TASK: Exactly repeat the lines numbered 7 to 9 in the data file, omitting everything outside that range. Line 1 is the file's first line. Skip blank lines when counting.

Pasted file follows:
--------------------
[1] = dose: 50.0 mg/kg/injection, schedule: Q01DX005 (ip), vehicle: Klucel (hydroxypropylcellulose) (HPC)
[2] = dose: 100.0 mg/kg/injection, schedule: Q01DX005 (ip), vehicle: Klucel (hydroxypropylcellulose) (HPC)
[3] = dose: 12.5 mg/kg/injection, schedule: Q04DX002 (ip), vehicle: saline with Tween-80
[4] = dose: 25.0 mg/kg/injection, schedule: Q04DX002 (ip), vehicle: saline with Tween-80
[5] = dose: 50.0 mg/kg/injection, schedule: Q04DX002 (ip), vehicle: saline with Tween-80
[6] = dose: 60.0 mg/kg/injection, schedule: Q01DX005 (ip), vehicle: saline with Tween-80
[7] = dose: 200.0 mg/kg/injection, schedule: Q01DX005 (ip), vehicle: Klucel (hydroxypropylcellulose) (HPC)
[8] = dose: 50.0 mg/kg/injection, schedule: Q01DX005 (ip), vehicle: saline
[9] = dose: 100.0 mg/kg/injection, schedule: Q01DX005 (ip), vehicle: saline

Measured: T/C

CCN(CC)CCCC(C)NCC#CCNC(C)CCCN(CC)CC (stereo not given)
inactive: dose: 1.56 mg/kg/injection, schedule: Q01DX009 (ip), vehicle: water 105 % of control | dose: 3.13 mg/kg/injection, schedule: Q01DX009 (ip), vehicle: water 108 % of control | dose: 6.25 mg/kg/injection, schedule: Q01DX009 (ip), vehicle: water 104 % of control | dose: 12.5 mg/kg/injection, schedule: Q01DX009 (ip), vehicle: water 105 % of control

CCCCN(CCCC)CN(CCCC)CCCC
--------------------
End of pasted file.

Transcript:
[7] = dose: 200.0 mg/kg/injection, schedule: Q01DX005 (ip), vehicle: Klucel (hydroxypropylcellulose) (HPC)
[8] = dose: 50.0 mg/kg/injection, schedule: Q01DX005 (ip), vehicle: saline
[9] = dose: 100.0 mg/kg/injection, schedule: Q01DX005 (ip), vehicle: saline